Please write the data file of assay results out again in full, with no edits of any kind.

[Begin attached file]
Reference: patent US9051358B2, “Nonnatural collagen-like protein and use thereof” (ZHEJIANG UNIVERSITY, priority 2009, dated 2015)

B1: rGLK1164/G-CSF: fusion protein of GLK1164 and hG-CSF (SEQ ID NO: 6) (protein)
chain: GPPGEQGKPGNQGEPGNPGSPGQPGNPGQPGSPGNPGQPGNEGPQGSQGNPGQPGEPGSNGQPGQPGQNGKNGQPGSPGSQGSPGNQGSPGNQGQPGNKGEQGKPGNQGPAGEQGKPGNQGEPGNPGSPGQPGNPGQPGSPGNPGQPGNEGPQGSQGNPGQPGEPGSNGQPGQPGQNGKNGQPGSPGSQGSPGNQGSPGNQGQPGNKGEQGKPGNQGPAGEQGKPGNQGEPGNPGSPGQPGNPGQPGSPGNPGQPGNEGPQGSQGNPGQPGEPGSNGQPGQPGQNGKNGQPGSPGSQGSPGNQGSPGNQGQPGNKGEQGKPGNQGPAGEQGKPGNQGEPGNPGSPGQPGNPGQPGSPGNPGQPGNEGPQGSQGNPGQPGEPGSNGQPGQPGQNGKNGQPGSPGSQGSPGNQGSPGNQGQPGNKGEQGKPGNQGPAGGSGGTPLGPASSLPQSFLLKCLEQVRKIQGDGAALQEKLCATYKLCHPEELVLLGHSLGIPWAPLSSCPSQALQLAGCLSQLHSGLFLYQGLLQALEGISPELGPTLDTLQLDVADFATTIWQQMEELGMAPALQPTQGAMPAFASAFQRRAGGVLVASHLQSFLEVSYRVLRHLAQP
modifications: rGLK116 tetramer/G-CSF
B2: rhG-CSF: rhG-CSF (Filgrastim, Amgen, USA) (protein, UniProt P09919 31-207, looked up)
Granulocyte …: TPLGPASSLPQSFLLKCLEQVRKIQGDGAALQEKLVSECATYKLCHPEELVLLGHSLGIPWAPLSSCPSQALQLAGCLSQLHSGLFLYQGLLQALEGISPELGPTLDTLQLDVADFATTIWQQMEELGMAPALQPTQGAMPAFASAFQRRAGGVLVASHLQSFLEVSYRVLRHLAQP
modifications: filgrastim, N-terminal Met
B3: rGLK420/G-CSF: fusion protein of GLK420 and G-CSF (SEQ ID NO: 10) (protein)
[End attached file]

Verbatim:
Reference: patent US9051358B2, “Nonnatural collagen-like protein and use thereof” (ZHEJIANG UNIVERSITY, priority 2009, dated 2015)

B1: rGLK1164/G-CSF: fusion protein of GLK1164 and hG-CSF (SEQ ID NO: 6) (protein)
chain: GPPGEQGKPGNQGEPGNPGSPGQPGNPGQPGSPGNPGQPGNEGPQGSQGNPGQPGEPGSNGQPGQPGQNGKNGQPGSPGSQGSPGNQGSPGNQGQPGNKGEQGKPGNQGPAGEQGKPGNQGEPGNPGSPGQPGNPGQPGSPGNPGQPGNEGPQGSQGNPGQPGEPGSNGQPGQPGQNGKNGQPGSPGSQGSPGNQGSPGNQGQPGNKGEQGKPGNQGPAGEQGKPGNQGEPGNPGSPGQPGNPGQPGSPGNPGQPGNEGPQGSQGNPGQPGEPGSNGQPGQPGQNGKNGQPGSPGSQGSPGNQGSPGNQGQPGNKGEQGKPGNQGPAGEQGKPGNQGEPGNPGSPGQPGNPGQPGSPGNPGQPGNEGPQGSQGNPGQPGEPGSNGQPGQPGQNGKNGQPGSPGSQGSPGNQGSPGNQGQPGNKGEQGKPGNQGPAGGSGGTPLGPASSLPQSFLLKCLEQVRKIQGDGAALQEKLCATYKLCHPEELVLLGHSLGIPWAPLSSCPSQALQLAGCLSQLHSGLFLYQGLLQALEGISPELGPTLDTLQLDVADFATTIWQQMEELGMAPALQPTQGAMPAFASAFQRRAGGVLVASHLQSFLEVSYRVLRHLAQP
modifications: rGLK116 tetramer/G-CSF
B2: rhG-CSF: rhG-CSF (Filgrastim, Amgen, USA) (protein, UniProt P09919 31-207, looked up)
Granulocyte …: TPLGPASSLPQSFLLKCLEQVRKIQGDGAALQEKLVSECATYKLCHPEELVLLGHSLGIPWAPLSSCPSQALQLAGCLSQLHSGLFLYQGLLQALEGISPELGPTLDTLQLDVADFATTIWQQMEELGMAPALQPTQGAMPAFASAFQRRAGGVLVASHLQSFLEVSYRVLRHLAQP
modifications: filgrastim, N-terminal Met
B3: rGLK420/G-CSF: fusion protein of GLK420 and G-CSF (SEQ ID NO: 10) (protein)